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China running out of power

Power rationing policies are in effect in many provinces of China in order to limit activities of energy-intensive industrial enterprises. Source: Tropical Timber Market Report, Forbes

There are two issues behind this, one is that the government is trying to achieve lower energy consumption the other reason is that there is a shortage of electricity production capacity across the country.

Inside China’s energy intensive economy, power rationing for factories and businesses is in effect for more than a dozen provinces, per mandate from Beijing. Some provinces have gone as far as ordering factories to halt all production for a few days each week.

As early as May (though much, much more severe now) factory owners have increasingly turned to diesel generators to keep their business running amidst the energy crunch, as chaos escalated.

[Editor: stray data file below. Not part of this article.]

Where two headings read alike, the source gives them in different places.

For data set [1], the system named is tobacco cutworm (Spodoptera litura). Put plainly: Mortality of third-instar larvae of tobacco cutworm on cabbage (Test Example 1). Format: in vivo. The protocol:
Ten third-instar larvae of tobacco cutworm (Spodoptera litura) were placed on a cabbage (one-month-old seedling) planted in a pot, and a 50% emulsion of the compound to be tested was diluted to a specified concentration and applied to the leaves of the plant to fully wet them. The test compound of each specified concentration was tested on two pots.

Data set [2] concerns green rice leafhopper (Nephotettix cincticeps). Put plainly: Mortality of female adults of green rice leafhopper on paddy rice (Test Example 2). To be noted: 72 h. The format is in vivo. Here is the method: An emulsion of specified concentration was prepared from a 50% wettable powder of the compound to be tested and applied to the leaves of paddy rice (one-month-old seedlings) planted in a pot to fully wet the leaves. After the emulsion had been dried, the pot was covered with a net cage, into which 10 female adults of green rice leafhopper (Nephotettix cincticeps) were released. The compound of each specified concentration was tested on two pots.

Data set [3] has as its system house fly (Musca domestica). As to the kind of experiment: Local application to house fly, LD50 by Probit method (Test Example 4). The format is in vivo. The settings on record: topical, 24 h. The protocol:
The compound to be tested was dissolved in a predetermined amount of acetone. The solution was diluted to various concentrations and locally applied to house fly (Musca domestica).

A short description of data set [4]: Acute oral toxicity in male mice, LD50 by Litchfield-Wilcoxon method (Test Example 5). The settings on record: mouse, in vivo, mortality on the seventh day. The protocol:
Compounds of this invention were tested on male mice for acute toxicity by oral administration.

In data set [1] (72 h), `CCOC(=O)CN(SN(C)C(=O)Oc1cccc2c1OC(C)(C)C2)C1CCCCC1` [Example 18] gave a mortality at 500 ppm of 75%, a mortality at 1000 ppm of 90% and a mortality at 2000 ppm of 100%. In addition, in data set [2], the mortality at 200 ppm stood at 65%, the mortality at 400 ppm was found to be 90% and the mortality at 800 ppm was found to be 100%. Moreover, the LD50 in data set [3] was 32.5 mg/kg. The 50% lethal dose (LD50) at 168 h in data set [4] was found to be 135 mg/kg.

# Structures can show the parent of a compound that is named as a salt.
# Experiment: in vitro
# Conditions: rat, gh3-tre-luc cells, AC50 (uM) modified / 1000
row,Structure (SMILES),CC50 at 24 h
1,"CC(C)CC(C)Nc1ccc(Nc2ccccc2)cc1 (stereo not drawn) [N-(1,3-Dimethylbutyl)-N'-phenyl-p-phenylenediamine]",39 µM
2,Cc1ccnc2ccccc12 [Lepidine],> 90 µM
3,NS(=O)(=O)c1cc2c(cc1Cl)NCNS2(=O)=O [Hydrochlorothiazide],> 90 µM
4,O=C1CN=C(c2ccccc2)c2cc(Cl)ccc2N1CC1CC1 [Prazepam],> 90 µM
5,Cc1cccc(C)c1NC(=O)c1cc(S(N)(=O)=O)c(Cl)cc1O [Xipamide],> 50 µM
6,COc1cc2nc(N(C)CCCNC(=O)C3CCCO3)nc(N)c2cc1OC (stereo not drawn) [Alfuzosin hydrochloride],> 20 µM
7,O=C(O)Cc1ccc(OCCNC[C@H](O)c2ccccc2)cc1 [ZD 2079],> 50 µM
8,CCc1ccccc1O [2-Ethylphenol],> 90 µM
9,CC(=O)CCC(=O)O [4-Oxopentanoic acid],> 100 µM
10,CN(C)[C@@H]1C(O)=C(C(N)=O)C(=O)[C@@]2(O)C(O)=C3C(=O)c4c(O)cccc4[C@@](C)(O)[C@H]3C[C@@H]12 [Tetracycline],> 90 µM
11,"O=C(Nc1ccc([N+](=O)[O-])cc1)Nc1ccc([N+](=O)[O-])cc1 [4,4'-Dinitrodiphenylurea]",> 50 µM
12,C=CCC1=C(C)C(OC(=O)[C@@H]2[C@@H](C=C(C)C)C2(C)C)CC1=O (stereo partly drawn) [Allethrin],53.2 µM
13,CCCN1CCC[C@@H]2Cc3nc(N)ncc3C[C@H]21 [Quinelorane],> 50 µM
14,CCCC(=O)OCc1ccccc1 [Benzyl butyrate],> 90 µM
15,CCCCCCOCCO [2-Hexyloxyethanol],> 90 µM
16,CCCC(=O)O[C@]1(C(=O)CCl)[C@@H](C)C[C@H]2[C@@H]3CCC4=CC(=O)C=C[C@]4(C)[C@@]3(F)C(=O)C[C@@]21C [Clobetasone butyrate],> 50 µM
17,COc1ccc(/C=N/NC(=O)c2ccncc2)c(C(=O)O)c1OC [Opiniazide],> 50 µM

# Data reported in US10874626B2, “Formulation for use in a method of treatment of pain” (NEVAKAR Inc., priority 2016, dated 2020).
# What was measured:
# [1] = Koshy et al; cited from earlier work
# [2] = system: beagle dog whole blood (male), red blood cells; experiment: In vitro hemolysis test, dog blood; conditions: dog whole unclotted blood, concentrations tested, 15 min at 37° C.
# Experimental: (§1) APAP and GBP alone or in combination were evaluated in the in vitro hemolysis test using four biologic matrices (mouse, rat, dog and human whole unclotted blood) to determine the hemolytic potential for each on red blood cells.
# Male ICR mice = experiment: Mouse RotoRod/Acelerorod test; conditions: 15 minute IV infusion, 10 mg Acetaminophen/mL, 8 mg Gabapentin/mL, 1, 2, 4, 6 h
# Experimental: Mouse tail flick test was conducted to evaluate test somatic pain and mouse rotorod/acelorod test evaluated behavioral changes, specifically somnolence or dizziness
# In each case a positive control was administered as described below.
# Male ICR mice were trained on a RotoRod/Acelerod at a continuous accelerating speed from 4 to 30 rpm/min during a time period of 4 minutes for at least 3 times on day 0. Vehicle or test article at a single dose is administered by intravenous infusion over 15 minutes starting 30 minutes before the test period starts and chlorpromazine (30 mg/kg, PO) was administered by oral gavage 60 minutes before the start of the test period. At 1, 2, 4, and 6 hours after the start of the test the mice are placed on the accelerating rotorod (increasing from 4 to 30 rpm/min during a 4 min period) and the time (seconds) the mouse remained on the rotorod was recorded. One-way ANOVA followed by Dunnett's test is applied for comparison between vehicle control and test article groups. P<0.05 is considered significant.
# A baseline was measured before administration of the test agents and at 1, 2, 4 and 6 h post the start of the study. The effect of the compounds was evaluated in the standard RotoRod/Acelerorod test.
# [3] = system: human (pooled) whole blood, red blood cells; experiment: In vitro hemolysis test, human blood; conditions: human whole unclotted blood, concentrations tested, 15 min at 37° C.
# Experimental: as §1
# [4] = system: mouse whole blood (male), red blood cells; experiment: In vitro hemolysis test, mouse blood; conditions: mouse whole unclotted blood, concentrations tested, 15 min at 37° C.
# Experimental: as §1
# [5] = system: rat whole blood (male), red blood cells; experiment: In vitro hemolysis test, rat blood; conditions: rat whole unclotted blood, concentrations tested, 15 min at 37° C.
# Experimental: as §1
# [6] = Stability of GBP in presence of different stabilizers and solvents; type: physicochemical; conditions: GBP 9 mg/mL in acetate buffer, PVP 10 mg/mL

Industry makes up 59% of total grid demand in China — more than all homes, offices, and retail stores put together. Heavy industry accounts for the lion’s share of China’s domestic energy demand, and unless their usage is curbed the shortages will persist.

Measures to limit electricity use in factories are currently being enforced in 10 provincial regions including the economic centres of Jiangsu, Guangdong and Zhejiang Provinces.

Many companies and factories in Guangdong province have been required to operate on a staggered schedule in which production lines are allowed to run for two to three days a week. Household power use is not limited.

Wood processing enterprises are facing challenges in terms of environmental impact assessment and the power issue will further affect processing and production will decline further.